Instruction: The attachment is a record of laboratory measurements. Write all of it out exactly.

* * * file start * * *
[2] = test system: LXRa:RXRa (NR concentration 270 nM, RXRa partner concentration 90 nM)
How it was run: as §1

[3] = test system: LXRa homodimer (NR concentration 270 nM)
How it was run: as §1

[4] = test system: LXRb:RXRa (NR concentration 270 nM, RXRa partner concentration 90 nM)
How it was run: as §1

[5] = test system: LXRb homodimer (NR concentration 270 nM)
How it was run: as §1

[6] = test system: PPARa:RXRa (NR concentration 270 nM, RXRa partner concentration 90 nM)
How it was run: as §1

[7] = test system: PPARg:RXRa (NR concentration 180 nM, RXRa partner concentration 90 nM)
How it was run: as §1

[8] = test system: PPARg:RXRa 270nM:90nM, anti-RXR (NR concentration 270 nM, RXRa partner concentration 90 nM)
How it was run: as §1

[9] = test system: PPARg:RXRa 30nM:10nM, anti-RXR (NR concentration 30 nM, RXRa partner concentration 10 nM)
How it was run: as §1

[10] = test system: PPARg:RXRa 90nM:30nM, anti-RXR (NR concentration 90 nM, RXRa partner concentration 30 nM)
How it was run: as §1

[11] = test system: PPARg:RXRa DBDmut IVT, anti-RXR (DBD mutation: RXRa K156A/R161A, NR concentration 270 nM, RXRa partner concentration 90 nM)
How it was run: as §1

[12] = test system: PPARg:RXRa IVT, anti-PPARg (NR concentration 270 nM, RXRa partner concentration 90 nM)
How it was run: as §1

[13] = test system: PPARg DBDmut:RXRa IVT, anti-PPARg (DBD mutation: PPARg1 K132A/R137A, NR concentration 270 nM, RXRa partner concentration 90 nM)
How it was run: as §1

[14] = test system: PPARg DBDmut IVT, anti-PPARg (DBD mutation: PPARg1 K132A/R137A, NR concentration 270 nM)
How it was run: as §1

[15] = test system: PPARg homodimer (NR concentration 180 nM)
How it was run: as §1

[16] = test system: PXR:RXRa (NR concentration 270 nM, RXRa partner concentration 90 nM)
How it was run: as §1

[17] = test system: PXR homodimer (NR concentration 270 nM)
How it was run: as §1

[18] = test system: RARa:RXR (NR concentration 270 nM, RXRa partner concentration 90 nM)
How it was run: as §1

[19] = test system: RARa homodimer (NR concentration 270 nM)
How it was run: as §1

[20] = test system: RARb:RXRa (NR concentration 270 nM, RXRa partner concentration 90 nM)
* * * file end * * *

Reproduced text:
[2] = test system: LXRa:RXRa (NR concentration 270 nM, RXRa partner concentration 90 nM)
How it was run: as §1

[3] = test system: LXRa homodimer (NR concentration 270 nM)
How it was run: as §1

[4] = test system: LXRb:RXRa (NR concentration 270 nM, RXRa partner concentration 90 nM)
How it was run: as §1

[5] = test system: LXRb homodimer (NR concentration 270 nM)
How it was run: as §1

[6] = test system: PPARa:RXRa (NR concentration 270 nM, RXRa partner concentration 90 nM)
How it was run: as §1

[7] = test system: PPARg:RXRa (NR concentration 180 nM, RXRa partner concentration 90 nM)
How it was run: as §1

[8] = test system: PPARg:RXRa 270nM:90nM, anti-RXR (NR concentration 270 nM, RXRa partner concentration 90 nM)
How it was run: as §1

[9] = test system: PPARg:RXRa 30nM:10nM, anti-RXR (NR concentration 30 nM, RXRa partner concentration 10 nM)
How it was run: as §1

[10] = test system: PPARg:RXRa 90nM:30nM, anti-RXR (NR concentration 90 nM, RXRa partner concentration 30 nM)
How it was run: as §1

[11] = test system: PPARg:RXRa DBDmut IVT, anti-RXR (DBD mutation: RXRa K156A/R161A, NR concentration 270 nM, RXRa partner concentration 90 nM)
How it was run: as §1

[12] = test system: PPARg:RXRa IVT, anti-PPARg (NR concentration 270 nM, RXRa partner concentration 90 nM)
How it was run: as §1

[13] = test system: PPARg DBDmut:RXRa IVT, anti-PPARg (DBD mutation: PPARg1 K132A/R137A, NR concentration 270 nM, RXRa partner concentration 90 nM)
How it was run: as §1

[14] = test system: PPARg DBDmut IVT, anti-PPARg (DBD mutation: PPARg1 K132A/R137A, NR concentration 270 nM)
How it was run: as §1

[15] = test system: PPARg homodimer (NR concentration 180 nM)
How it was run: as §1

[16] = test system: PXR:RXRa (NR concentration 270 nM, RXRa partner concentration 90 nM)
How it was run: as §1

[17] = test system: PXR homodimer (NR concentration 270 nM)
How it was run: as §1

[18] = test system: RARa:RXR (NR concentration 270 nM, RXRa partner concentration 90 nM)
How it was run: as §1

[19] = test system: RARa homodimer (NR concentration 270 nM)
How it was run: as §1

[20] = test system: RARb:RXRa (NR concentration 270 nM, RXRa partner concentration 90 nM)